DANIELLE FORTE
 
Mom to two children and wife to former Chicago Bear great and New York Jets running back, Matt Forte, Danielle Forte is the creative influence and founder behind the 828 brand.  Fashion has always been a passion of Danielle’s growing up, she says an individual’s sense of style is one of life’s “guilt-free” pleasures for creative self-expression.  Danielle launched her first fashion line, the Danielle Forte Collection, but as she matured, so did her brand.  The “grown-up version” of the Danielle Forte Collection, 828 Clothing, launched on August 28, 2017.  The launch date was a nod to the Romans 8.28 proverb, which speaks to love and purpose; principles that both Danielle and Matt say guide their personal and professional lives.  While Matt enjoys providing stylistic feedback for the 828 collection, the real collaboration between the husband-wife duo comes from 828 Baby.  Launched shortly after 828 Clothing in November 2017, 828 Baby was a natural progression for the brand, with unisex clothing for babies up to 24 months.  While Danielle manages the visual expression for the line, selecting color swatches, fabrics, and cuts, Matt designs the pieces, crafted all the tongue-in-cheek sayings on their signature onesies and uses his life as a professional athlete to inspire everyday wear for kids, with a focus geared towards sports.

Danielle plans to grow both brands to international attraction and eventually incorporate philanthropy and education into the line with her husband’s non-profit foundation, What’s your Forte. Danielle names her parents and God as her biggest influences and says her proudest accomplishment is her family.  Danielle was a student in my class in the Fall of 2011.  It was the 20th Anniversary of Jammin With Jane and benefited two deserving charities:  Bridge to Success and Charity is Love. Check out her site http://www.828clothing.com/
 
Jamie Whittington
 
Jaime Whittington is a member of the Special Events group at Major League Baseball based in New York City.  Jaime graduated from Columbia College in 2007 with a degree in Marketing Communications. At the start of her time in Chicago, Jaime interned with the Chicago Bears in the fan experience department, working game days. In Jaime’s junior year she was lucky enough to be exposed to opportunities in the events world through Jane’s class. During that time, she was able to volunteer at the Chicago Marathon and secure an internship in the events department at the March of Dimes.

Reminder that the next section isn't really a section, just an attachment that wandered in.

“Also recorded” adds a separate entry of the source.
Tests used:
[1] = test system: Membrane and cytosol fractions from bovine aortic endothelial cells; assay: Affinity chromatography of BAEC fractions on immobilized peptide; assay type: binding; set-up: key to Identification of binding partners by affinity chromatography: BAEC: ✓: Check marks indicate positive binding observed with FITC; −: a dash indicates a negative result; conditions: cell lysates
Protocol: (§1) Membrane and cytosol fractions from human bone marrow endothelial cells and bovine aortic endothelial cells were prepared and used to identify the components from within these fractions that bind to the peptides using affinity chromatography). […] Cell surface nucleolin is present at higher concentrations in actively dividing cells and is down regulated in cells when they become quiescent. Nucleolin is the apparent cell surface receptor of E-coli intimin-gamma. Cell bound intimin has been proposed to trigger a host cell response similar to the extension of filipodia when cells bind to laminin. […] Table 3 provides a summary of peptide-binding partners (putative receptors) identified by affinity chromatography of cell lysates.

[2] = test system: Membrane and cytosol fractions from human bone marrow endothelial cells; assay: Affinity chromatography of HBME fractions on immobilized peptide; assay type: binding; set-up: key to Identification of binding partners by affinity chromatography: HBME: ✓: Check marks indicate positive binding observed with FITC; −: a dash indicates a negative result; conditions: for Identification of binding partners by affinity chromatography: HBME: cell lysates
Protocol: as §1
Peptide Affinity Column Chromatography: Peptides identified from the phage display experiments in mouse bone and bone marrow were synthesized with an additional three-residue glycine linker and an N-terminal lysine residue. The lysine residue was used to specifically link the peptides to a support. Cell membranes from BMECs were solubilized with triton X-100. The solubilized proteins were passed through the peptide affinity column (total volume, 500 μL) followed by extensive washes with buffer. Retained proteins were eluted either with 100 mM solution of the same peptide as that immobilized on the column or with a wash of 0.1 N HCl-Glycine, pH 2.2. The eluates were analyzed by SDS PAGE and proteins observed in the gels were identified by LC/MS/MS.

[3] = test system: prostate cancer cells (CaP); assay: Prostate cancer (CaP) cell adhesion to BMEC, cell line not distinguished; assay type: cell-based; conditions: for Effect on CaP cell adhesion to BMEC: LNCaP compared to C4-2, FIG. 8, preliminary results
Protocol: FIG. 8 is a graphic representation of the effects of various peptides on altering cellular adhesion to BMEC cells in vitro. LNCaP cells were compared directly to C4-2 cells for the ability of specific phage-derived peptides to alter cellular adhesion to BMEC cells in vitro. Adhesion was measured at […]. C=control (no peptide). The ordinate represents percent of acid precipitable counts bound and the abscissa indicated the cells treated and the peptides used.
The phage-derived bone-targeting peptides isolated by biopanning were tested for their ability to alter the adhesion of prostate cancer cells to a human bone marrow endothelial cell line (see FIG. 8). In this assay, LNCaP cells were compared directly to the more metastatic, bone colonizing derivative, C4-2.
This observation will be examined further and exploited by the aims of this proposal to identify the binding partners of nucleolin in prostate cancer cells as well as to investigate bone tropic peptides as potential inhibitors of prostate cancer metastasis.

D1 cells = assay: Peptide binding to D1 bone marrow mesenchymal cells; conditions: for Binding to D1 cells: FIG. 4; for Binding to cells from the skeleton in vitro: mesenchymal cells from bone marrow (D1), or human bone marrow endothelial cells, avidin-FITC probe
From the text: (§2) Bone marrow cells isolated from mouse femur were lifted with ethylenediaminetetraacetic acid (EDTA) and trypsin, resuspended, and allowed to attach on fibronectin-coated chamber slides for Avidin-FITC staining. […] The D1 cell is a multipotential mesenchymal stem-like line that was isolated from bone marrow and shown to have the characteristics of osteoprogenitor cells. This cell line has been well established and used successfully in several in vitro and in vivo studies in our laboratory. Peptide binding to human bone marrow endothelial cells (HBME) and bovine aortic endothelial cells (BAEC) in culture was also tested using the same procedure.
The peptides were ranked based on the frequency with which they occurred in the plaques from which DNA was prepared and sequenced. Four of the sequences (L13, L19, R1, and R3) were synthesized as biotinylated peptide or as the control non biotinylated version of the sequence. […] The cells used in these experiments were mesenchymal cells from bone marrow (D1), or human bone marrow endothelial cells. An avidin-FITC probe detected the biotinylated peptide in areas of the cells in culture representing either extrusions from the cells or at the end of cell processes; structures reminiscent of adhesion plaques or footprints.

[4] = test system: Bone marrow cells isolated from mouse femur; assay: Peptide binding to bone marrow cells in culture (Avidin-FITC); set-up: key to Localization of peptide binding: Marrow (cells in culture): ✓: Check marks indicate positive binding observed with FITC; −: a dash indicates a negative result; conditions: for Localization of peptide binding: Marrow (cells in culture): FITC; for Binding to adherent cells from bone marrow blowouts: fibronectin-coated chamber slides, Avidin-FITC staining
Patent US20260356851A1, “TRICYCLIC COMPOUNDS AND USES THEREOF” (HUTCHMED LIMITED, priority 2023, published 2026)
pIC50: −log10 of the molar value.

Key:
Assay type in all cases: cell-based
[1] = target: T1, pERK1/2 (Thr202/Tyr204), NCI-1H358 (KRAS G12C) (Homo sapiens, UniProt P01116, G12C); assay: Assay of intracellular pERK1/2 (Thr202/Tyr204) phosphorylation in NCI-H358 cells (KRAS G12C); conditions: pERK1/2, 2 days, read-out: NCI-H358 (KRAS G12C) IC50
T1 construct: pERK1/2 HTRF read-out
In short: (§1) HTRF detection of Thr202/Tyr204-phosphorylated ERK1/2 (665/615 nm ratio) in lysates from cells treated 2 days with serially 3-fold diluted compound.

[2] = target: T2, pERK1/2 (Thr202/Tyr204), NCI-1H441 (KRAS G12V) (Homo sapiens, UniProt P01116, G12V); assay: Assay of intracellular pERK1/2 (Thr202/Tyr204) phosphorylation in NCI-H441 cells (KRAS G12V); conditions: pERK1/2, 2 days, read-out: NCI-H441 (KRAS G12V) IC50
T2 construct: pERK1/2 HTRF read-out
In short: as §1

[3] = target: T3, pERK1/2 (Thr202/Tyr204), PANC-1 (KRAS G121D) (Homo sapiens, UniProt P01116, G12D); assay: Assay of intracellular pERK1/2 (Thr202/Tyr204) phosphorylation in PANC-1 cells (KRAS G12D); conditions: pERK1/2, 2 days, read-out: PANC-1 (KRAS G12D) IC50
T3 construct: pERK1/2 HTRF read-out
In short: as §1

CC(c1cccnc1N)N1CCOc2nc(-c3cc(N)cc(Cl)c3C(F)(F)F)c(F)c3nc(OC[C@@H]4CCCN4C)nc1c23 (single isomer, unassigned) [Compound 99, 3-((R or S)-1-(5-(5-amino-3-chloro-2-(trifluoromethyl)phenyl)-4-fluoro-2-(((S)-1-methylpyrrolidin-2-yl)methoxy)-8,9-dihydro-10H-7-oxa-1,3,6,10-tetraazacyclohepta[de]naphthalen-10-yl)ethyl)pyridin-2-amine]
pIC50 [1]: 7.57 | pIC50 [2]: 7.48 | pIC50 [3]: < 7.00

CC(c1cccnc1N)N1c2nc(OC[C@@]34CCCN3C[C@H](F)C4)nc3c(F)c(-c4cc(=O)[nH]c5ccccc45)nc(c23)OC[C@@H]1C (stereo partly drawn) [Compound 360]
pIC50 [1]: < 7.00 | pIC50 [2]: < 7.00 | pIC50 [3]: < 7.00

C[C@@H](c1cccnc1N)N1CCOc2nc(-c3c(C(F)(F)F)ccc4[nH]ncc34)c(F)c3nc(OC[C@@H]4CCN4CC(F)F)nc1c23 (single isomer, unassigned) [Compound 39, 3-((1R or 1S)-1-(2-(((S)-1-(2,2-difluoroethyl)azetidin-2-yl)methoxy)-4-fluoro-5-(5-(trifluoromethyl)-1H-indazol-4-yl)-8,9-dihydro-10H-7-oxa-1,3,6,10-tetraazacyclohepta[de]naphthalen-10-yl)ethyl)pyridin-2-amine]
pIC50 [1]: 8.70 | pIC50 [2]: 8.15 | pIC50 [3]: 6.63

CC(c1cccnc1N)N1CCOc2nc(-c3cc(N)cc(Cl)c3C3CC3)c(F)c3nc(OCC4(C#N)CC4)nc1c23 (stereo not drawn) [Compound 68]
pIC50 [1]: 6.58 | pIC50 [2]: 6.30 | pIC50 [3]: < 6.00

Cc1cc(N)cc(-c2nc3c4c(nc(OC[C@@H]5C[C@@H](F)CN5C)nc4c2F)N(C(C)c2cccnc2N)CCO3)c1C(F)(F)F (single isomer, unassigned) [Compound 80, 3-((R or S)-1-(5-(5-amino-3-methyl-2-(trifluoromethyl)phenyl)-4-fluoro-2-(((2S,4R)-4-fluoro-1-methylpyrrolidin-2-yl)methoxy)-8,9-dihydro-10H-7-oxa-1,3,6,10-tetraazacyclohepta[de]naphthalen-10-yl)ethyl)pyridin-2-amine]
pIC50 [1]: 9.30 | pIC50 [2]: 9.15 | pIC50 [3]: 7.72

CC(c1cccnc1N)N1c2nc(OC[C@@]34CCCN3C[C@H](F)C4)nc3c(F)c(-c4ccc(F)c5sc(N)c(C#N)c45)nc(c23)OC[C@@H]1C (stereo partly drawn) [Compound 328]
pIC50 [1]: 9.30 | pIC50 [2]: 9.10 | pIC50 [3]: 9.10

The next milestone in Jaime’s career occurred in 2008 when she secured an internship with Major League Baseball, coordinating the volunteer program for the All-Star Game at Yankee Stadium that summer. Since then, Jaime has a remained a member of the special department at Major League Baseball, growing from intern to senior coordinator. A large part of Jaime’s focus throughout the year falls on the All-Star Game and Postseason. Jaime concentrates on ballpark events including operations and entertainment. In addition to those jewel events, Jaime manages the planning and execution of various large scale Major League Baseball meetings throughout the calendar year. Example of that include Winter Meetings, General Managers Meetings and the MLB Draft with a focus on a variety baseball operations meetings and programs.   Jaime would not be where she is today without key networking that opened opportunities to advance her career to where it is today. If you would like to connect with Jaime, she can be reached via email at: jaime.whittington@gmail.com.
 
JAMMIN WITH JANE is the Columbia College Chicago events class final exam.  Selecting a not-for-profit and organizing an event is all part of the hands-on learning experience.  In December 2013, two classes of 50 students organized the event at Shriner’s Hospitals for Children located at 2211 N. Oak Park Avenue in Chicago.   The main charity was the Mental Health Association of Greater Chicago an independent not-for-profit volunteer association founded in 1957.  2Tough2Bully ™ is part of their cornerstone program Learning to Live which is designed to educate teachers, parents and students about the 15 mental health disorders common in adolescents.  These disorders include suicide, depression, self-mutilation, anxiety and eating disorders.  Bullying is an epidemic and affects people of all ages, primarily adolescents.  The well-being of the youth population drives the organization to continue their efforts. www.mentalhealthchicago.org  As students are heading back to school this fall it is good to keep mental health and the well-being of our young people first and foremost in our minds.  Reach out and help someone who might be in need and remember to be KIND.  Here is a reminder from the National Suicide Prevention Lifeline   800 273-8256   “Just remember in case your mind is playing tricks on you today: You matter. You’re important. You’re loved.  And your presence on the earth makes a difference whether you see it or not.” 


Join us !
Monday, October 1 from 5:30pm to 8:00pm 
Monthly Social Media Social Hour and Jane Network Night at Kiki’s Bistro 

Kiki's Bistro 
900 N. Franklin Street
Chicago, IL 60610
312.335.5454

www.kikisbistro.com 
Graduating this year? Planning your next career move? Want to maintain your personal and professional connections? Let Jane help! Email us your story and we'll help connect you to the right person, who can connect you to your future! 

Not on our email list? Know a friend who wants to subscribe or attend one of our many networking events? Contact us at info@eventors.us and we'll make it happen! 

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Looking forward to seeing you soon! 

Jane E. Canepa
President, The Eventors, Inc. 
312.217.JANE (5263)
jane@eventors.us
www.eventors.us
Copyright © *2018* The Eventors, Inc.*, All rights reserved.

Our mailing address is:
3180 N. Lake Shore Drive, #23E, Chicago, IL 60657

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The Eventors, Inc. · 3180 N Lakeshore Dr · #23 D/E · Chicago, IL 60657 · USA